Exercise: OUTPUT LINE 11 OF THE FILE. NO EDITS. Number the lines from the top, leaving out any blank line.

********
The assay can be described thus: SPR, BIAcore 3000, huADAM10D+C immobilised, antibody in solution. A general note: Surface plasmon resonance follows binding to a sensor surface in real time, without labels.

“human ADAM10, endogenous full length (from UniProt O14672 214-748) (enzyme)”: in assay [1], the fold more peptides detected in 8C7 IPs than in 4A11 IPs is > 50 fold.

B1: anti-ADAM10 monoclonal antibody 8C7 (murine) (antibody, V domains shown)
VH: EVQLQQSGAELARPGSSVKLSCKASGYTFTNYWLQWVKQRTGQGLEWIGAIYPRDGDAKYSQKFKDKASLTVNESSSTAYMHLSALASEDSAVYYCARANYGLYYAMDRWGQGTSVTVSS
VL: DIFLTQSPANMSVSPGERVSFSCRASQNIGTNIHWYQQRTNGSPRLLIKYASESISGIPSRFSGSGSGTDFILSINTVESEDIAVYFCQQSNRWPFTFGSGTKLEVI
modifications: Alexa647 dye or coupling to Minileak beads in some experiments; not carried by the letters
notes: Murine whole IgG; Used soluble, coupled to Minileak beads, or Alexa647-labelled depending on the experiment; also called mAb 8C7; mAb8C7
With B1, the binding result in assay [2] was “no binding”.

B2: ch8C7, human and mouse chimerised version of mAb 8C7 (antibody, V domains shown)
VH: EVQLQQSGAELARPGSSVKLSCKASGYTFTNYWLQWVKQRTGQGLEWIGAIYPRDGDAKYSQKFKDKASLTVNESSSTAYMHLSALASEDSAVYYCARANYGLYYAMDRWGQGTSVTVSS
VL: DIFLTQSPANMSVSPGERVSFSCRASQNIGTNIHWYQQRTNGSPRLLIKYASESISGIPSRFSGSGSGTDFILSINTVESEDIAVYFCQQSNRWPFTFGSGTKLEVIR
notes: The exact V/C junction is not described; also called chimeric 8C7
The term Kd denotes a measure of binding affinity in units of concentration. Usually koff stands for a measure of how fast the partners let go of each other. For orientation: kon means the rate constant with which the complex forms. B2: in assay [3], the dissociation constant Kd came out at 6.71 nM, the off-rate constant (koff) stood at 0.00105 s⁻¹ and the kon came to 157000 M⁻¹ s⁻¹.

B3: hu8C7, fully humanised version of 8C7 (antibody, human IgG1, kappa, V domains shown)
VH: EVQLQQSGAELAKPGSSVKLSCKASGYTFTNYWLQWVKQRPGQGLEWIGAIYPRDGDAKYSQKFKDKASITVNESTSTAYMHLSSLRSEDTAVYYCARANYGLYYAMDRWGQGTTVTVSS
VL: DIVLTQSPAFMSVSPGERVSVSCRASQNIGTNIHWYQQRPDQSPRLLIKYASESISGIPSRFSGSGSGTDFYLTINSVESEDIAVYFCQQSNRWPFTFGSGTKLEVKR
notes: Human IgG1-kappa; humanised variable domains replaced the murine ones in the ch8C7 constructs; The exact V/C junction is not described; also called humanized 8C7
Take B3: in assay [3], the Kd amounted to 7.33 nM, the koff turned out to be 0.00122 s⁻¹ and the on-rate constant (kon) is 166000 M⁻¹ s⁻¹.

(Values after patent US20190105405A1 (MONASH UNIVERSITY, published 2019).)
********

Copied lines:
VL: DIFLTQSPANMSVSPGERVSFSCRASQNIGTNIHWYQQRTNGSPRLLIKYASESISGIPSRFSGSGSGTDFILSINTVESEDIAVYFCQQSNRWPFTFGSGTKLEVIR